When you win a high school cross-country race on campus, and your English teacher is the head track and field coach, not only are you guaranteed a spot on the track team, but there is little chance you’ll be able weasel your way out of it.
“I was sitting in my sophomore English class when they made this announcement over the intercom and it just so happened that my teacher was also the head coach,” said Washington-based ultrarunner Keith Laverty. “I think you can guess how the conversation went with him after that,” Laverty chuckled.
Laverty grew up in Woodinville, Washington, and his mother, Shari, was very active across many disciplines, which he believes is where his thirst for endurance sports stemmed from. “She competed in triathlons, enjoyed skiing and swimming, too,” he said. There wasn’t much Shari didn’t do from an athletic standpoint as she was on the ski patrol, director of the local YMCA, and a cheerleader for the BC Lions in the Canadian Football League.
Despite being a diehard soccer player in his youth, Laverty knew pursuing a multitude of sports was in his blood. After winning his high school cross-country race, his parents encouraged him to try one season of outdoor track.
That one season turned into a new passion and lifetime pursuit of running. Laverty walked on to the incredibly deep University of Oregon squads that featured several future Olympians, and later on, led the UO Running Club. During his time in Eugene, Laverty always seemed to gravitate toward longer distances such as the 5,000 and 10,000. “I was far from being a direct contributor for their National Championship caliber teams, but the coach (Vin Lananna) at the time referred to me as a ‘diamond in the rough,’ and that has been something that’s kept me motivated in my running career since, while striving to be a stronger and more resilient athlete,” Laverty admitted.
Before ultrarunning, Laverty found tremendous success in sub-ultra trail events throughout the state of Washington. It was during these years that he truly started to appreciate the new challenges that trail running brought versus road running. Eventually, he got a nudge from his former high school cross-country teammate and then roommate, Brian Rakestraw, to see how he would fare in a 50k training run.
In the summer of 2014, they planned to run the Loowit Trail, which is approximately 50k long and circumnavigates Mount St. Helens. Requiring the navigation of vast boulder fields, traversing across the rocky and sandy blowout sections, encountering a black bear and even helping three hikers get back on the trail after spending an unexpected night lost in the woods, it’s fair to say it wasn’t a gentle intro into ultrarunning. “That day gave me an entire new perspective on what I was capable of, and the confidence of unlocking more ultra races and routes in the future,” Laverty recalled.
2021 will be Laverty’s eighth year in ultrarunning, a venture that began on the Loowit, followed that next spring by his first official 50k—a win at Gorge Waterfalls 50k.
While he’s continued to excel at the sub-ultra distances the last handful of years, he’s also racked up an additional 14 ultramarathon finishes. Two top 10 finishes at the Chuckanut 50k, and an 11th place finish at his first 50-miler, Lake Sonoma, in 2016, just minutes behind Zach Bitter (the same year Jim Walmsley broke Alex Varner’s course record). In 2018, he raced to a podium finish at the legendary White River 50.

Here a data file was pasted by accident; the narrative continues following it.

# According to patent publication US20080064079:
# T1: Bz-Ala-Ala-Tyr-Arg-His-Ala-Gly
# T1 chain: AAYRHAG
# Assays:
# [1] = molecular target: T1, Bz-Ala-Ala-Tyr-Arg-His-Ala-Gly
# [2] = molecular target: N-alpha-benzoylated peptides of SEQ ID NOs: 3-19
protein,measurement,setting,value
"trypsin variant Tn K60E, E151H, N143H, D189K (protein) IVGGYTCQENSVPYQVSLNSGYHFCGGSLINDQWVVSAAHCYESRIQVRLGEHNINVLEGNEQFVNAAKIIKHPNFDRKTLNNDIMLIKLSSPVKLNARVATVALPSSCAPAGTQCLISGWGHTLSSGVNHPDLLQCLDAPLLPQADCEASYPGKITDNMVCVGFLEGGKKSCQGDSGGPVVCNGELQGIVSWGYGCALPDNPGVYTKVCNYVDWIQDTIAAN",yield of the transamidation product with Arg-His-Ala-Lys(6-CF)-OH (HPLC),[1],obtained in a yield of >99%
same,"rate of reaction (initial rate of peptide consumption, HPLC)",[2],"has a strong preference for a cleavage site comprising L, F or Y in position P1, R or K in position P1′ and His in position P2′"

As with many ultrarunners, 2020 didn’t deliver many occasions to race, but Laverty still made the most of his two opportunities to pin on a bib: he won the Mount Shasta 50k in June and took sixth at the Run The Rock 50k.
He mentions Joe Gray and Max King as his inspirations and idols in the sport. “Joe Gray is someone who encouraged me early on to pursue more trail and mountain events. I’ve always respected his extremely hard work ethic year after year, and his fire to compete. He just had a way of bringing me up and making me feel more excited about running by simply running with him,” Laverty recalled fondly.
King has been Laverty’s coach since 2018 and has been another positive support and influence, helping him through the recent ups and downs in life. “He’s someone who competes at a high level and is versatile across mountains, roads, ultras and the track, yet you can tell he continues to find ways to keep things fun and to give back to the community.”
Laverty runs not only to compete and to inspire the next generation like his son, Luke, but also to help heal himself. His father, Ron, passed away unexpectedly in March 2020, and his mother has terminal cancer. “They’ve both been incredibly supportive of my running goals and I know neither of them would ever want me to give up on the running goals that I’m passionate about.” He continued, “My mom is someone who’s been extremely positive despite when life setbacks show up, and someone who taught me that it’s all about your attitude.”
On the racing front, Laverty has fearless goals of fulfilling his dream to make Team USA and also run his first 100-miler. “I feel that these goals represent years of dedication, highs and lows, and patience toward the sport that could culminate in a positive result, and not just one successful three-month training block,” he stated.
“I want to stay competitive for many more years to come, well into my master’s years, and not just highly competitive for a short stint. I feel like no matter what age you are, you can always find ways to improve and to challenge yourself. And as a running coach myself, I also want to continue to help other runners realize their potential and accomplish the goals that they’re passionate about.”